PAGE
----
From covering healthcare costs to paying off debt, there are wiser ways to spend your tax refund than vacations and luxury buys.

4 minute read

When you receive a tax refund, it’s tempting to blow most of it on dining out, entertainment, new clothes or a luxury vacation. However, putting that money – the average federal income tax refund is around $3,536 – towards making your life more financially secure is a better idea.

It’s not hard to find areas where your refund can make the biggest difference, but only you can decide where that money can pay off the most.

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1. Bolster emergency savings

Bolster emergency savings

When you have an emergency fund of at least $1,000 or more, you have a better chance of not having to pay for emergencies with credit cards, payday loans or other desperate measures.

Open a new emergency savings account, separate from checking and other bank accounts, and deposit your refund amount. Then commit to replenishing amounts you withdraw during a financial crunch.

2. Pay off credit card debt

Pay off credit card debt

Tired of making credit card payments every month while taking lunch to work every day because you’re broke? Knock credit card balances out of your life or lower credit card debt to a more manageable amount by applying your tax refund to credit card debt.

Once the debt is gone, vow to pay off new credit card balances each month so you won’t pay interest or get in over your head again. For incentive, take a portion of the credit card monthly payments you no longer have and use that money to treat yourself every month to something you couldn’t afford – like a massage or dinner out at a favorite restaurant – when you were deep in debt.

3. Make a lump sum mortgage payment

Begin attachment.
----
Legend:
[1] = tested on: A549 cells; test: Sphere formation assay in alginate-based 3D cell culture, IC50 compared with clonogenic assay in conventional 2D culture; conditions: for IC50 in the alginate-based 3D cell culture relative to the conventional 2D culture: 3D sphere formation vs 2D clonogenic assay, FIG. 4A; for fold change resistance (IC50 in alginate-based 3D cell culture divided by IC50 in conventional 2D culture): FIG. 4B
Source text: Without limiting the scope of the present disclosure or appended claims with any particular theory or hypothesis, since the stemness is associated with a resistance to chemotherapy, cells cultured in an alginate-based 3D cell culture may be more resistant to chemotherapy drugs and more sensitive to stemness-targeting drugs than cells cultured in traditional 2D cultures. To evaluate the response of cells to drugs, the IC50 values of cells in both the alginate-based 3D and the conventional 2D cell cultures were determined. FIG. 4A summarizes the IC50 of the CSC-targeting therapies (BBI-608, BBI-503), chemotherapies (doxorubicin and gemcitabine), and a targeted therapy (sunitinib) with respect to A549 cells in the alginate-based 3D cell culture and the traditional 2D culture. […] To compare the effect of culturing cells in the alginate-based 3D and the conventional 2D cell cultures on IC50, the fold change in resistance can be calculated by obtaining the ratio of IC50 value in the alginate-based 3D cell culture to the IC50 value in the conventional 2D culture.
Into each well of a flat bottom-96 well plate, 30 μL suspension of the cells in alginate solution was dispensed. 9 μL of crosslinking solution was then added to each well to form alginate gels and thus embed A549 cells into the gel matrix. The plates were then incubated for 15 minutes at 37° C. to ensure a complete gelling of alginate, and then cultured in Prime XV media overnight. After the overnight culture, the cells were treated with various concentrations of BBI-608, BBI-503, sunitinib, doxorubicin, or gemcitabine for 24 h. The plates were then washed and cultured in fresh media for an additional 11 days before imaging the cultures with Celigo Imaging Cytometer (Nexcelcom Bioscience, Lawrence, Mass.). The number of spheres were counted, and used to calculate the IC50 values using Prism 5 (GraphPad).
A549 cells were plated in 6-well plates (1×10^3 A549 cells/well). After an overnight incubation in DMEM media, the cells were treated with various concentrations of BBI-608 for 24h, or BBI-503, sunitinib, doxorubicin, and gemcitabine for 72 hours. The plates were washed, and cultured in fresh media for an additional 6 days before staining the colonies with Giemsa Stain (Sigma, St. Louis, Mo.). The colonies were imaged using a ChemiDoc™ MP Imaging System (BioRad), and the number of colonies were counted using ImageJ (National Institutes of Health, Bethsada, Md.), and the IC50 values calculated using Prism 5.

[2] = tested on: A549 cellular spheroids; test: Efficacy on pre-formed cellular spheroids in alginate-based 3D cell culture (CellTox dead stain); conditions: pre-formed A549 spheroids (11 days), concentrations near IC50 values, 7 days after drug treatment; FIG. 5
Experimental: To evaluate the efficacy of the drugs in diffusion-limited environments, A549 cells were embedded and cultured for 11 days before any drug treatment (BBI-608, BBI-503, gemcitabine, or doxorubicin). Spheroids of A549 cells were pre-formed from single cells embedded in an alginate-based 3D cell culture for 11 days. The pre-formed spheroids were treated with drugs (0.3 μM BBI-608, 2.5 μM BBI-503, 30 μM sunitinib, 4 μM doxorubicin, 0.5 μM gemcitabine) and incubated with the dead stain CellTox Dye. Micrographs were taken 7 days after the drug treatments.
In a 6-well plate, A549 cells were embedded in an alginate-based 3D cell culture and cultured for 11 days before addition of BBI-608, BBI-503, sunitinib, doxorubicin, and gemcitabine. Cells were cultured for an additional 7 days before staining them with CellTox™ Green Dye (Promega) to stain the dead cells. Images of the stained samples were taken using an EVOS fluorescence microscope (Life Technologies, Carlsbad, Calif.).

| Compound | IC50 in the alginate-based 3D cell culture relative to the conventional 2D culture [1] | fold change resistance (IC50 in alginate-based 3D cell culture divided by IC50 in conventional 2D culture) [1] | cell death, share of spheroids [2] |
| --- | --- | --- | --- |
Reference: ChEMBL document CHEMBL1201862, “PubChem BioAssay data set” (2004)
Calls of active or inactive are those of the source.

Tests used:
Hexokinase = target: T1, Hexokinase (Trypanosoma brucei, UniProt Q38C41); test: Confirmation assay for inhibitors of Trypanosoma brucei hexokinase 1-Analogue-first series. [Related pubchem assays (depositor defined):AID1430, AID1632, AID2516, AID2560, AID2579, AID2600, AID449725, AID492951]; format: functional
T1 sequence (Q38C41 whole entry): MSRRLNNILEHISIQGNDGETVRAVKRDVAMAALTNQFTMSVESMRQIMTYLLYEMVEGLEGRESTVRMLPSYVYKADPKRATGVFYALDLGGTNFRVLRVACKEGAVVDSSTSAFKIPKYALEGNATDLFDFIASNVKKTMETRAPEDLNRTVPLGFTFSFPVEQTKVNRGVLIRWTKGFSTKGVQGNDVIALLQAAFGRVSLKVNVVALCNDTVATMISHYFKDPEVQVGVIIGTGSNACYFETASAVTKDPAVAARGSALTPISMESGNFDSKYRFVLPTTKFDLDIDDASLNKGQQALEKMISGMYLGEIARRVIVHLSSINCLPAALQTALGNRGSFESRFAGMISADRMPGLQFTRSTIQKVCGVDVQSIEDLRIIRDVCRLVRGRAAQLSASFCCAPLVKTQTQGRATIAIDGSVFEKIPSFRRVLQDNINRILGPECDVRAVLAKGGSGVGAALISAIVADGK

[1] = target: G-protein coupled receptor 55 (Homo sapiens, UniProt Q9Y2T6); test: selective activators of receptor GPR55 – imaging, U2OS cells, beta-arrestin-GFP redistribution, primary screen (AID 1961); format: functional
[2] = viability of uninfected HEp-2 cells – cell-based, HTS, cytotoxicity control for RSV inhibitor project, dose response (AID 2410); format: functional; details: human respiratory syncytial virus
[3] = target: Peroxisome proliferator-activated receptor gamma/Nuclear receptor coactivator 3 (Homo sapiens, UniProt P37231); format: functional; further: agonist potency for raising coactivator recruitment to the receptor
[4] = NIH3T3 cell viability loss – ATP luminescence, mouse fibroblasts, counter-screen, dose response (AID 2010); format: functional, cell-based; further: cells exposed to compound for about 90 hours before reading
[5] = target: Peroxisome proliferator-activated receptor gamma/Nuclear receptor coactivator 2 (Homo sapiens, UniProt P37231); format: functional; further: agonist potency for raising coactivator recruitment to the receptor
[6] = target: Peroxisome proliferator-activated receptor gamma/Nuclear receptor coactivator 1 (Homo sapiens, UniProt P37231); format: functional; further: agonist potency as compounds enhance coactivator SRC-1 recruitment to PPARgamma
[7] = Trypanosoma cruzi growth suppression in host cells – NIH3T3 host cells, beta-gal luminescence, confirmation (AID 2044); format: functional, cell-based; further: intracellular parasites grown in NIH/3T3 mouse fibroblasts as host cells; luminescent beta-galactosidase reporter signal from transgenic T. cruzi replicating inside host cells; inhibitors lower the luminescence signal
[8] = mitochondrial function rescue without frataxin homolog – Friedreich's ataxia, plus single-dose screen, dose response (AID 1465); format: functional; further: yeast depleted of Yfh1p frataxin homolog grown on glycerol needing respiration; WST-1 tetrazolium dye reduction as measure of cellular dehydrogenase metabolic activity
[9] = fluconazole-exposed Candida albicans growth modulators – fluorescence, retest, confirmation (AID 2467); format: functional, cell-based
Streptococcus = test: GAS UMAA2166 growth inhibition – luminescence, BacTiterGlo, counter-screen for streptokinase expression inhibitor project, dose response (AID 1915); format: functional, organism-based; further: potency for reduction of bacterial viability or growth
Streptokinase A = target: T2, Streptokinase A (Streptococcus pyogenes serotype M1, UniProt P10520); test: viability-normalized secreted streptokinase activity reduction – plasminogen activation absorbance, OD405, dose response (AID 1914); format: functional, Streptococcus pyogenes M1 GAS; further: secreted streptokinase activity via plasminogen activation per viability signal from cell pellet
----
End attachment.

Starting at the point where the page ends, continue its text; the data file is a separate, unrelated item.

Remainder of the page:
It can be hard to let that big refund go, especially for a distant goal like a paid-off mortgage. However, making one large, extra payment directly toward the principal each year can help pay off your mortgage sooner.

Not all mortgage loans allow extra or lump sum payments, however, so check with your lender before making the payment to avoid penalties.

4. Pay your refund toward your student loan

Pay your refund toward your student loan

One way to make a sizeable dent in student loan debt is to pay extra each month, especially when you have a large sum like a tax refund that you can apply in a lump sum towards the principal.

Call your lender before making the payment to ensure the amount will be applied to the principal and figure out the best strategy to help pay off your student loan sooner.

5. Open a new bank account for a bonus

Open a new bank account for a bonus

When you open a new checking or savings account with certain banks, you may be able to score a bonus ranging from $100 to several hundred dollars if you comply with terms and conditions requiring a minimum deposit or number of direct deposits within the first 90 days.

Bank sign-up bonuses come and go, so search online for the bonus that works best for you to open an account by depositing your tax refund and then add the bonus amount.

6. Fatten your refund with a credit card sign-up bonus

Fatten your refund with a credit card sign-up bonus

Many credit cards offer a sign-up bonus after you spend a certain amount within the first few months of opening a new credit card. With a large refund earmarked for paying off all charges each month, you can come out ahead by opening a credit card with a sign-up bonus. Be careful, though.

If you already have credit card debt, this isn’t a good use of your tax refund, since paying off debt is a better idea. Also, make sure you’re not charging things you don’t typically purchase just to get the bonus and that you have enough to pay the balance in full every month to avoid paying interest.

7. Begin saving for a down payment

Begin saving for a down payment

Whether you’re saving for a new car, house or other large purchase, depositing your tax refund into a savings account designated for a down payment is one use you’ll later be happy you chose. Putting down a large down payment means you can finance a lower loan amount, saving money on interest and paying off the loan in a shorter period.

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About the Author

Deb Hipp

Deb Hipp

Deb Hipp is a full-time freelance writer based in Kansas City, Mo. Deb went from being unable to get approved for a credit card or loan 20 years ago to having excellent credit today and becoming a homeowner. Deb learned her lessons about money the hard way. Now she wants to share them to help you pay down debt, fix your credit and quit being broke all the time. Deb's personal finance and credit articles have been published at Credit Karma and The Huffington Post.

Published by Debt.com, LLC